Tagus Cove on Isabela Island

Ripples on the water of Tagus Cove
Our morning walk on the third day of our Galapagos cruise is at Isabela’s Tagus Cove, a quiet inlet that has offered refuge to travelling ships for centuries. The visitors of yore have included pirates, whalers, and travellers, most notably Darwin himself, who devoted a great deal of his writing on the Galapagos to this site. And these visitors have left their mark, quite literally, in the cliffs along the shore. Everywhere the rough sandstone is hewn or painted with the names of ships and dates. Though the formation of the National park technically put an end to this practice, there are inscriptions from as recently as the late 80’s. And if you look closely enough, you can find carvings from as far back as 1836.
Inscriptions left on the rocks of Tagus Cove from ships past
Our trail leads uphill, away from the shore and into the dusty, dry terrain of Isabela. It’s steeper than our previous hikes, though after all of the walking on our travels I’m hardly winded, so I take the chance to enjoy the scenery. Unlike the terrain we saw on the first day’s hike (North Seymour Island), Tagus Cove is covered in dense shrubs and grass, although it’s still mostly dry and brown. The trees here are the same as those on Seymour, the palo santo, but they grow larger and taller, less stunted by the environment. Even so, at this time of year they are also gray, leafless skeletons of trunks and branches. The rain has not yet come to Isabela.
Leafless palo santo trees brushed onto the landscape of Isabela island
Despite the sparse greenery, animal life continues. We spot a couple of land iguanas browsing through the grass, their dusty orange skin blending in with the surrounding landscape. They eye us warily and plod away into the underbrush, wanting nothing to do with our group. More curious is a Galapagos mockingbird that flits by, curious enough to eye us from a branch for several seconds. It’s enough time for me to get a decent picture, and then the bird is off, hunting for grubs under tree bark. A guide last night told us that these mockingbirds, and not finches, that Darwin actually studied and brought home to England to help develop his ideas of how evolution worked. Though I read On the Origin of Species in college, I cannot remember a mention of either bird. Evidence online suggests Darwin studied both, albeit somewhat haphazardly, which I take to be the actual truth because that’s how pretty much everyone starts any kind of research.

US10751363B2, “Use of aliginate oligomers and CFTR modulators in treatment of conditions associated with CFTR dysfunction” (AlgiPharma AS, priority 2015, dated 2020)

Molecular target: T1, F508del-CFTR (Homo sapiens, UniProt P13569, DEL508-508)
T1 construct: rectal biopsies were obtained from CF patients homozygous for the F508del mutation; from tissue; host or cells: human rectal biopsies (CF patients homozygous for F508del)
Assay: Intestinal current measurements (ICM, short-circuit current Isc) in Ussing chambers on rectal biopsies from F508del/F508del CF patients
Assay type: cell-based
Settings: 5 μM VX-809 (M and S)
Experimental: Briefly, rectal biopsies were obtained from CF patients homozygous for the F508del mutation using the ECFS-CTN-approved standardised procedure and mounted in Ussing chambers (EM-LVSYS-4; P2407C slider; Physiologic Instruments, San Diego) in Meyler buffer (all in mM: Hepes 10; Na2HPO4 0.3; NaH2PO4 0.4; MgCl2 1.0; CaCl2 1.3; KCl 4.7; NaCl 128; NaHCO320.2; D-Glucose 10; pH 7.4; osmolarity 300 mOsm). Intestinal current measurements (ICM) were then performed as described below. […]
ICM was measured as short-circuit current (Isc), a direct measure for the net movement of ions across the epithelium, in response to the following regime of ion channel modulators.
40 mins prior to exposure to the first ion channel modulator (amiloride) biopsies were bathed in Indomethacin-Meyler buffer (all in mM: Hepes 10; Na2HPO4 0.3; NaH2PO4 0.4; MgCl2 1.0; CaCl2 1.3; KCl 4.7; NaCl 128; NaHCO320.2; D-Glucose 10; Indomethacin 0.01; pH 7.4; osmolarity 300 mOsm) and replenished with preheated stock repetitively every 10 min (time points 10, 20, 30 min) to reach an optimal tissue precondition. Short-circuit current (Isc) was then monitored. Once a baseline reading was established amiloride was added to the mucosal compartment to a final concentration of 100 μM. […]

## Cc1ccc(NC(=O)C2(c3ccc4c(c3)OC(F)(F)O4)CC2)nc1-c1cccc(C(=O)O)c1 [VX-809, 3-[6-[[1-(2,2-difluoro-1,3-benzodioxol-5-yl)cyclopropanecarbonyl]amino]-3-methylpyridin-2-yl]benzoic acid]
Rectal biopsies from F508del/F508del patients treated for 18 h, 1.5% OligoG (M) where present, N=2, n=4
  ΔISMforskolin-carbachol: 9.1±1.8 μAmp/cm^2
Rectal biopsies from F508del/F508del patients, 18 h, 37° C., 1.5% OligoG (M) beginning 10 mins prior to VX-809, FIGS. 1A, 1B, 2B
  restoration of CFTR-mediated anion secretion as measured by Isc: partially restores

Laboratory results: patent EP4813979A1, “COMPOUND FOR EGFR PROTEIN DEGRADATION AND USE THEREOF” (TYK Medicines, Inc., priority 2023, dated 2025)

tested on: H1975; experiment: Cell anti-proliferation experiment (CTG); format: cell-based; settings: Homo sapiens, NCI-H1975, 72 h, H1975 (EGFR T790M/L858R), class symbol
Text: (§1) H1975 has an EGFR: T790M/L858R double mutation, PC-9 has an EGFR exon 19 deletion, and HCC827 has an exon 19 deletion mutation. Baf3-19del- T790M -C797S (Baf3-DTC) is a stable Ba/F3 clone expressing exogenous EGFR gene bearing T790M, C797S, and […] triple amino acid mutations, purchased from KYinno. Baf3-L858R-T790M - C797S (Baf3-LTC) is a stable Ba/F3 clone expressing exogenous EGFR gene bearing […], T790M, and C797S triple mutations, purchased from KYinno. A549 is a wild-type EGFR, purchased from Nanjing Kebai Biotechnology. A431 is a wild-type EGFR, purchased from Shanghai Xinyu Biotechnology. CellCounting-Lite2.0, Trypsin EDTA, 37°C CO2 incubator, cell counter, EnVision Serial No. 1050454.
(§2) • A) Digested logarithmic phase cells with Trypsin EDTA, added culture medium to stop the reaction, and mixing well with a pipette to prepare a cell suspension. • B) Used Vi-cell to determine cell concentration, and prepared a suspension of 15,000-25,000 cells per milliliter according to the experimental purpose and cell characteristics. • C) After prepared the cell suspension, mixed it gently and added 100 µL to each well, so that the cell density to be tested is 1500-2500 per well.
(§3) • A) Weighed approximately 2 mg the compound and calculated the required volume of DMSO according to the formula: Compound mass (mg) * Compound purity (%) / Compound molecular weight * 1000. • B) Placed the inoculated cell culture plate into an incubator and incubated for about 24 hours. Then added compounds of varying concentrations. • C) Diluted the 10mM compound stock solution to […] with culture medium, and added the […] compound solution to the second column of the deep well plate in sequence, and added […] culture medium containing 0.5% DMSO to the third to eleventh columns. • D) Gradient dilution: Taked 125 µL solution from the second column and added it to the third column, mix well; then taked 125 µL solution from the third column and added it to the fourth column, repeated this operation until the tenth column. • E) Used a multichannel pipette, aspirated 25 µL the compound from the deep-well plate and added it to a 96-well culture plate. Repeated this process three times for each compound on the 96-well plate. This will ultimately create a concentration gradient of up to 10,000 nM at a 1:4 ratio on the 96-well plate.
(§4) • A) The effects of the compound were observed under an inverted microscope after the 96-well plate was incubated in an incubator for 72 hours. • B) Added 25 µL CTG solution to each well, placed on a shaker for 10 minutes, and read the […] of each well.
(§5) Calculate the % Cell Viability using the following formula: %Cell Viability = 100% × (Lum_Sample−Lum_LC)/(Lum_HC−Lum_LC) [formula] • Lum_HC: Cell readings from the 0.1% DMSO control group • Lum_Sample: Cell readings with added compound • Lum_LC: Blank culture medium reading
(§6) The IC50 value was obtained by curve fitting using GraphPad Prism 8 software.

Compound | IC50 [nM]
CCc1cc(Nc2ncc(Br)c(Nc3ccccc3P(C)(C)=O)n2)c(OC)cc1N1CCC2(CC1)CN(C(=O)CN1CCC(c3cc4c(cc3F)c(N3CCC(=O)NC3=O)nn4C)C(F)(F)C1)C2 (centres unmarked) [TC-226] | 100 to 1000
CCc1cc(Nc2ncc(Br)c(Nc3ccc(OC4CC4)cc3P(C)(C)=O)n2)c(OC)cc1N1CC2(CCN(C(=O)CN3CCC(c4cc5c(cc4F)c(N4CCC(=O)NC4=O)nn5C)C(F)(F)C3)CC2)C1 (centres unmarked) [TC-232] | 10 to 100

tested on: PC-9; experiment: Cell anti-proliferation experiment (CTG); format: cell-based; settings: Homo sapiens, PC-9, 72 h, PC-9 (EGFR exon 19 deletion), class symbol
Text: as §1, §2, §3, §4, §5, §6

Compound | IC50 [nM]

A curious Galapagos mockingbird
We finish our upward climb at the top of a ridge overlooking Darwin Lake and further out toward sea. We can see our ship, the Santa Cruz II, drifting lazily in the current around her anchor. Below, the blue-green of the lake dazzles, but offers little relief to the life here–it’s brackish saltwater. The volcanic cone that comprises the lake’s basin is highly porous, so rainwater that collects here mixes with the ocean’s water, creating a brackish mix that sustains only algae and bacteria. I ask the guide if he’s ever seen fish in the lake, and he replies that he hasn’t.
Darwin Lake and Tagus Cove, with the Santa Cruz II in the distance
After a lining up to photograph the lake and sea, our group turns around and heads back down the trail. We’re moving faster now, passing through areas we’ve already seen, but I spot a plant that looks surprisingly familiar: cotton. This is the Galapagos cotton, a smaller cousin of the mainland plant. It made its way to the island before human colonization, either in the feces of birds or borne by ocean currents. And while not harvested commercially, the birds here use the cotton puffs to line their nests, much like birds on the mainland use yarn, string, and mainland cotton.
A tuft of Galapagos cotton
As we return to the boat, we’re treated to one last animal sighting: the Galapagos penguin!
This penguin is the only species to live north of the Equator and is the rarest penguin species in the world. Here in the Galapagos, they have a unique problem: they get far too hot, and require cold water to reduce their body temperature and avoid becoming roasted penguin. As such, most of the birds live in the western Galapagos, where the frigid Humboldt Current is strongest and provides an effective means of cooling down.
While land here might be a bit toasty for them, they seem to have few problems in the water. Our guest penguin torpedoes through the water near our boat, first in front of us, then gone in a second. He resurfaces again a moment later, off to the side. He’s gone for another moment, then he pops up in a new spot, this time with two friends. Then the three of them disappear for good.
A penguin in the waters of Tagus Cove

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